INDIANAPOLIS -- And then Jimmy Chitwood, excuse me, Gordon Hayward pumped his fist once toward the roaring crowd and broke into a wide smile. "Hoosiers," oops, Butler lives for at least two more days.
"We've talked about playing the next game all year," Hayward said a few seconds after the Butler Bulldogs shocked college basketball for a fifth straight NCAA tournament game, outlasting Michigan State 52-50 in Saturday night's first semifinal.
"It's great to know that the next game is going to be the national championship game."
Let's slow that last statement down, restating 11 words too preposterous to be created in Hollywood. The ... next ... game ... is ... going ... to ... be ... the ... national ... championship... game. Monday night.
Butler? The team whose own student manager was overheard on an early practice tape saying, "They say we can get to the Final Four. I don't know that we're that good"?
Butler, whose campus is technically seven miles from Lucas Oil Stadium but symbolically light years away, given its Horizon League membership and sparse television coverage?
Butler, which doesn't have a single player recruited by anyone else in the Final Four, or last week's Elite Eight, for that matter?
Yet Hayward looked like anything but a fictional character when the Bulldogs' seven-point second half lead shrank to two with 1:36 to play, then slipped there again with two seconds left.
First, he scored on a layup thanks to a masterful rebound and pass from Shawn Vanzant that moved the Butler lead back to 50-46.
Then, when Michigan State stood on the line down two and needing to miss a free throw to have any chance at victory, it was Hayward who grabbed the rebound and held it tight as the buzzer sounded.
"I missed a blockout the time before," said the 6-foot-9 sophomore, who led the winners in both points (19) and rebounds (9). "I was supposed to clean up the glass on that last rebound. That was my job. We've talked all year about doing your job."
Often placed at the point, sophomore Ronald Nored's job often includes making free throws, which he's done miserably throughout this tournament, having missed 9 of 12 entering Saturday night.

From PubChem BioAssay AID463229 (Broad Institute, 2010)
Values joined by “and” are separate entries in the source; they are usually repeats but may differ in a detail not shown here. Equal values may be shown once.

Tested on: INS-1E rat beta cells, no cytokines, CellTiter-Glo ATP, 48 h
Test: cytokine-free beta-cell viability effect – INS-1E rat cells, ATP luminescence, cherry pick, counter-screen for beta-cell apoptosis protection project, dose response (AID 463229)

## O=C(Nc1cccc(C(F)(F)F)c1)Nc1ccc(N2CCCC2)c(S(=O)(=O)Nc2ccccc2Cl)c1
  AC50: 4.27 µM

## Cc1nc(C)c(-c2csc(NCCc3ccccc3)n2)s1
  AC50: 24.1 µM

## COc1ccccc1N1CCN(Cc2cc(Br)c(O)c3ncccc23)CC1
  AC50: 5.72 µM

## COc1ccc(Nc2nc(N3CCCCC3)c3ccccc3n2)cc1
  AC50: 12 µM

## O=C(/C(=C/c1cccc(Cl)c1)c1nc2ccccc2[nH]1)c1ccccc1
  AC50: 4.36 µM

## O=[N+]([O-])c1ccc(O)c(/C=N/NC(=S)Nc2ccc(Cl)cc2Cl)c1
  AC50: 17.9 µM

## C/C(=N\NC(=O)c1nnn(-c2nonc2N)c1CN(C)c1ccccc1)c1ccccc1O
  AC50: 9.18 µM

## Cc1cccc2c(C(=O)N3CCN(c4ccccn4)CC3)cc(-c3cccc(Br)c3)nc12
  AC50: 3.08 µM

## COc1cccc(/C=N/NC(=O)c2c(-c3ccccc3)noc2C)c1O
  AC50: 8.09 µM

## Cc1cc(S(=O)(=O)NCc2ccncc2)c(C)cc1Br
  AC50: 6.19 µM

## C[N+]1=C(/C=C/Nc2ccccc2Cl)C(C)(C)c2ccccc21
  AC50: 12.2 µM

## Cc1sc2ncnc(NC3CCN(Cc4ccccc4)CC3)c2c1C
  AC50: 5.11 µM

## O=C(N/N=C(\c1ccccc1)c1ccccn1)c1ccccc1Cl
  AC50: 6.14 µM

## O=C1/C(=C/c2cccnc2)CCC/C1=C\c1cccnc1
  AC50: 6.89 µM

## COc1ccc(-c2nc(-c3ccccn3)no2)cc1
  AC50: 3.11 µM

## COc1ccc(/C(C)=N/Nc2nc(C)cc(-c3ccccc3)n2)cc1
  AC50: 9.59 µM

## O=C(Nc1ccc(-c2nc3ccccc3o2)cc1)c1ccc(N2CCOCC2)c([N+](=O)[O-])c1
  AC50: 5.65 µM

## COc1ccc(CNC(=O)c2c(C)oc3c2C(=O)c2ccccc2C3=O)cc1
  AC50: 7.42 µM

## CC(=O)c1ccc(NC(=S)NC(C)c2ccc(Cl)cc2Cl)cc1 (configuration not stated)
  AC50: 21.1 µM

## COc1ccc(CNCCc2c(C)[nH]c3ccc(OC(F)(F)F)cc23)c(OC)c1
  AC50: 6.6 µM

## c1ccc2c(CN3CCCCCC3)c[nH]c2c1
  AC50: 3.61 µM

But with 6.1 seconds to play, Nored stood calmly at the foul line, his team up 50-49, the perfect spot for a Bulldogs blowup.
"I'd been practicing free throws all week," he said. "I'd been so terrible the whole tournament. Just wanted to get my elbow under it, finish high, flick my wrist."
The first one fell cleanly through. The second one swished. The Bulldogs led by three points.
Then they did what smart teams like Butler do. As soon as the Spartans crossed midcourt, they fouled MSU point guard Korie Lucious, just as Tennessee had six days earlier in St. Louis. Lucious had missed that one to keep the Vols' hopes alive for the next few seconds.
This time he hit the first one before purposely missing the second, only to have Hayward do his job and clean up the glass, a task that reportedly led the hundreds of Butler's 4,512 students who couldn't get into the arena to erupt with joy six miles away.
"We heard they're going crazy on campus," one media type told 33-year-old Bulldogs boss Brad Stevens a few minutes after the game ended.
"Well, then, I'll probably tell the team to stay away from campus," Stevens said with a grin.
And so the greatest feel-good story of this tournament or any NCAA tournament in recent memory continues, pulled along by a bunch of hard-working Hoosiers who are too good to be Cinderfellas but not quite famous enough to be seen as potential national champs.
Or do you think hearing Nored say "the coolest part of the week was getting to shoot a music video" sounded like someone ready to head to the NBA?
Even one of their pregame rituals seems straight out of the movie "Hoosiers."
As they were being introduced in pregame warm-ups, a couple of the Bulldogs starters rubbed the head of their 6-year-old English bulldog mascot Blue.
"We pat ol' Blue on the head, and sometimes he barks and sometimes he bites," Nored said. "You have to play through it."
All the way to the next game. The national championship game.